The leaders of some of the European Union’s largest countries and institutions will be giving the elite gathering at Davos a miss next week, despite the timely issue of populism being high on the agenda.
The leaders of France, Germany, Italy, and Spain have all snubbed this year’s forum, as has the Commission leadership, preferring instead to send finance ministers, in the case of the four nations, and five commissioners.
Their decision not to attend means they will not play a role in what is set to be a show-down between China and the incoming Trump administration on how to address the popular opposition to globalisation.
Their absence will also deny Britain’s prime minister, Theresa May, an opportunity to sound out her counterparts on issues surrounding Brexit, just weeks before she is due to enact Article 50 and begin the process of withdrawing Britain from the EU.
Chinese President Xi Jinping is expected to dominate this year’s World Economic Forum (WEF), held annually at the Swiss ski resort of Davos. The first Chinese president to attend the Forum, Xi is expected to take on President-Elect Donald Trump’s anti-globalist rhetoric during his keynote speech, by putting forward his views on steering “economic globalization towards greater inclusiveness”.
As the Forum runs between 17-20 January, with the closing ceremony due to take place just hours before Donald Trump’s inauguration as president, he will be represented by Anthony Scaramucci, a member of his transition team.
The Chinese Vice Foreign Minister Li Baodong has told reporters that “channels of communication” will be open between the Chinese delegation and Trump’s transition team at the forum, although no formal meeting has yet been scheduled.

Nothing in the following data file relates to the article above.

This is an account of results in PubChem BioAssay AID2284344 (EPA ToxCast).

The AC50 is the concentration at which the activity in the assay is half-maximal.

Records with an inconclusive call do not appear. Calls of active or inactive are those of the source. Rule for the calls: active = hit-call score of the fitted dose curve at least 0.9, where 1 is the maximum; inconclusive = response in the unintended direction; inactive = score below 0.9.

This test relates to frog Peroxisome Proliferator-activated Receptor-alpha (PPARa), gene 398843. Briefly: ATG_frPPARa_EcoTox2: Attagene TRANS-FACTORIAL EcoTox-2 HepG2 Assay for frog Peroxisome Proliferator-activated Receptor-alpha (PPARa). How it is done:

The U.S. will also be represented by a strong delegation led by outgoing Vice-President Joe Biden and Secretary of State John Kerry.
So far, Britain’s Theresa May, Ireland’s Enda Kenny, Mark Rutte of The Netherlands, and Sweden’s Stefan Löfven, among other European leaders, are expected to attend.
WEF founder Klaus Shwab has said that this year’s meeting must make progress on the problems facing the world, and has argued that populism isn’t the answer.
At a pre-meeting press conference, Shwab said: “Every simplified approach to deal with the global complex agenda is condemned to fail.
“We cannot just have populist solutions.
“The problems we face technologically, economically, socially and politically are so tremendous, such that sustainable solutions requite a systemic, holistic approach […] and particularly the collaboration of all global stakeholders, united in one mission – improving the state of the world.”
In total, aproximately 3,000 participants will attend the event, including 1,800 business leaders and around 50 heads of state, including the leaders of Paraguay, Afghanistan, Rwanda, Pakistan, Ukraine, and South Africa, among others. Hollywood stars Matt Damon and Forest Whittaker and the singer Shakira are also set to make an appearance.